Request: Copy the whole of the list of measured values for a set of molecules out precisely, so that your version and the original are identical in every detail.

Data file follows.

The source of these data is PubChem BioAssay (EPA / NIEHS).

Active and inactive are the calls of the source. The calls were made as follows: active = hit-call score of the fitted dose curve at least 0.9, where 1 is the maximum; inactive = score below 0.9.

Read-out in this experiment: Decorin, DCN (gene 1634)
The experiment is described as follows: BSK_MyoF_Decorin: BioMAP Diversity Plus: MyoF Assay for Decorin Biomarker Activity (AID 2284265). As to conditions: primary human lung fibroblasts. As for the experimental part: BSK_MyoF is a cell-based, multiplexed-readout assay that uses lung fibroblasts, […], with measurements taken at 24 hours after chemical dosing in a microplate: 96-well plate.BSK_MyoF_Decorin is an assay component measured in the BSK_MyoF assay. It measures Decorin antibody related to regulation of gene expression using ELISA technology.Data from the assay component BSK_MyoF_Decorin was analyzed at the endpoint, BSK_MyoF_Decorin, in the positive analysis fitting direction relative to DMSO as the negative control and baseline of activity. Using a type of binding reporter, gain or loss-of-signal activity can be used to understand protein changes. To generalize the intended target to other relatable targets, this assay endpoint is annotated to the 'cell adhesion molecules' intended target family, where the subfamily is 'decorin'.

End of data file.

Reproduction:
The source of these data is PubChem BioAssay (EPA / NIEHS).

Active and inactive are the calls of the source. The calls were made as follows: active = hit-call score of the fitted dose curve at least 0.9, where 1 is the maximum; inactive = score below 0.9.

Read-out in this experiment: Decorin, DCN (gene 1634)
The experiment is described as follows: BSK_MyoF_Decorin: BioMAP Diversity Plus: MyoF Assay for Decorin Biomarker Activity (AID 2284265). As to conditions: primary human lung fibroblasts. As for the experimental part: BSK_MyoF is a cell-based, multiplexed-readout assay that uses lung fibroblasts, […], with measurements taken at 24 hours after chemical dosing in a microplate: 96-well plate.BSK_MyoF_Decorin is an assay component measured in the BSK_MyoF assay. It measures Decorin antibody related to regulation of gene expression using ELISA technology.Data from the assay component BSK_MyoF_Decorin was analyzed at the endpoint, BSK_MyoF_Decorin, in the positive analysis fitting direction relative to DMSO as the negative control and baseline of activity. Using a type of binding reporter, gain or loss-of-signal activity can be used to understand protein changes. To generalize the intended target to other relatable targets, this assay endpoint is annotated to the 'cell adhesion molecules' intended target family, where the subfamily is 'decorin'.